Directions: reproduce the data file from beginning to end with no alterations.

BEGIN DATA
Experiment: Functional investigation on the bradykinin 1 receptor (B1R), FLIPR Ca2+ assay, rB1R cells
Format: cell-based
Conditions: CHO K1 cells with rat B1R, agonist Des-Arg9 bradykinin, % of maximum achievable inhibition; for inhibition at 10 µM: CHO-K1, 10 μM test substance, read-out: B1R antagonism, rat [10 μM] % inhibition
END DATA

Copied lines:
Experiment: Functional investigation on the bradykinin 1 receptor (B1R), FLIPR Ca2+ assay, rB1R cells
Format: cell-based
Conditions: CHO K1 cells with rat B1R, agonist Des-Arg9 bradykinin, % of maximum achievable inhibition; for inhibition at 10 µM: CHO-K1, 10 μM test substance, read-out: B1R antagonism, rat [10 μM] % inhibition